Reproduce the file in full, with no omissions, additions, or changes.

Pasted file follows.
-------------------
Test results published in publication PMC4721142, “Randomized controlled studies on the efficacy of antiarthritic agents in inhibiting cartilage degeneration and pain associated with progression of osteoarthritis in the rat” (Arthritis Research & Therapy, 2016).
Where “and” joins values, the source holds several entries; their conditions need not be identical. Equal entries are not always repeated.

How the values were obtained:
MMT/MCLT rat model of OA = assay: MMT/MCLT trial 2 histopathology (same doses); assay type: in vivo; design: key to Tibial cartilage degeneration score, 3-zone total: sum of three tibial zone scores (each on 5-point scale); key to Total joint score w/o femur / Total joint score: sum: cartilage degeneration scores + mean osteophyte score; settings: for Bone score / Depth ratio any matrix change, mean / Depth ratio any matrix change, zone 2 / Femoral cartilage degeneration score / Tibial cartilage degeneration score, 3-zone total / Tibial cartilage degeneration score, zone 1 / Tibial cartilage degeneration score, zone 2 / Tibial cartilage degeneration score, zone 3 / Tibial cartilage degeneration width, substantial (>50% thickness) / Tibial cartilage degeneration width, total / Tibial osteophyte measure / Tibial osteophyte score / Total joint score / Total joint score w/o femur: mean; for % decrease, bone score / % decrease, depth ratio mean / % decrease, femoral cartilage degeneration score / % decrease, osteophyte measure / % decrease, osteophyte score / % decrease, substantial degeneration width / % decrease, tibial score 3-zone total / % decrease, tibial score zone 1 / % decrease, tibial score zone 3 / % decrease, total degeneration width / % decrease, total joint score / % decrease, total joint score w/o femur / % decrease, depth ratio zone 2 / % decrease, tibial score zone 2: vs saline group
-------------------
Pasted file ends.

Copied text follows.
Test results published in publication PMC4721142, “Randomized controlled studies on the efficacy of antiarthritic agents in inhibiting cartilage degeneration and pain associated with progression of osteoarthritis in the rat” (Arthritis Research & Therapy, 2016).
Where “and” joins values, the source holds several entries; their conditions need not be identical. Equal entries are not always repeated.

How the values were obtained:
MMT/MCLT rat model of OA = assay: MMT/MCLT trial 2 histopathology (same doses); assay type: in vivo; design: key to Tibial cartilage degeneration score, 3-zone total: sum of three tibial zone scores (each on 5-point scale); key to Total joint score w/o femur / Total joint score: sum: cartilage degeneration scores + mean osteophyte score; settings: for Bone score / Depth ratio any matrix change, mean / Depth ratio any matrix change, zone 2 / Femoral cartilage degeneration score / Tibial cartilage degeneration score, 3-zone total / Tibial cartilage degeneration score, zone 1 / Tibial cartilage degeneration score, zone 2 / Tibial cartilage degeneration score, zone 3 / Tibial cartilage degeneration width, substantial (>50% thickness) / Tibial cartilage degeneration width, total / Tibial osteophyte measure / Tibial osteophyte score / Total joint score / Total joint score w/o femur: mean; for % decrease, bone score / % decrease, depth ratio mean / % decrease, femoral cartilage degeneration score / % decrease, osteophyte measure / % decrease, osteophyte score / % decrease, substantial degeneration width / % decrease, tibial score 3-zone total / % decrease, tibial score zone 1 / % decrease, tibial score zone 3 / % decrease, total degeneration width / % decrease, total joint score / % decrease, total joint score w/o femur / % decrease, depth ratio zone 2 / % decrease, tibial score zone 2: vs saline group